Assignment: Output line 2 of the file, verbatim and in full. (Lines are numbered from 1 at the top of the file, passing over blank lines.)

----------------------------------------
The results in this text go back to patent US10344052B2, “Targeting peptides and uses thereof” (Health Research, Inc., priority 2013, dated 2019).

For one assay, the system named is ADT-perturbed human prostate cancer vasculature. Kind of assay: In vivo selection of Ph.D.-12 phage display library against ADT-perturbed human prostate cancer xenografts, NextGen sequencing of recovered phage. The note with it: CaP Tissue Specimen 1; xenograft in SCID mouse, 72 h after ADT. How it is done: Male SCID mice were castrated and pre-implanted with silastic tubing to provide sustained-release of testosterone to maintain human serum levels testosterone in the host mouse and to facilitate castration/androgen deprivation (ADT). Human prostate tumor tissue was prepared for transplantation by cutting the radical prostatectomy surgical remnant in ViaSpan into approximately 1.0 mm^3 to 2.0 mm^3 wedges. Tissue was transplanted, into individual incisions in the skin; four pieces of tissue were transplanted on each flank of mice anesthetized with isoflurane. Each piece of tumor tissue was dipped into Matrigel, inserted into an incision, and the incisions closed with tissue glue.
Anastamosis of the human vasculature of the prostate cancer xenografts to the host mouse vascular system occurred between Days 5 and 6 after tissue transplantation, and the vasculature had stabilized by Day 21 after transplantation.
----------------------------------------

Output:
For one assay, the system named is ADT-perturbed human prostate cancer vasculature. Kind of assay: In vivo selection of Ph.D.-12 phage display library against ADT-perturbed human prostate cancer xenografts, NextGen sequencing of recovered phage. The note with it: CaP Tissue Specimen 1; xenograft in SCID mouse, 72 h after ADT. How it is done: Male SCID mice were castrated and pre-implanted with silastic tubing to provide sustained-release of testosterone to maintain human serum levels testosterone in the host mouse and to facilitate castration/androgen deprivation (ADT). Human prostate tumor tissue was prepared for transplantation by cutting the radical prostatectomy surgical remnant in ViaSpan into approximately 1.0 mm^3 to 2.0 mm^3 wedges. Tissue was transplanted, into individual incisions in the skin; four pieces of tissue were transplanted on each flank of mice anesthetized with isoflurane. Each piece of tumor tissue was dipped into Matrigel, inserted into an incision, and the incisions closed with tissue glue.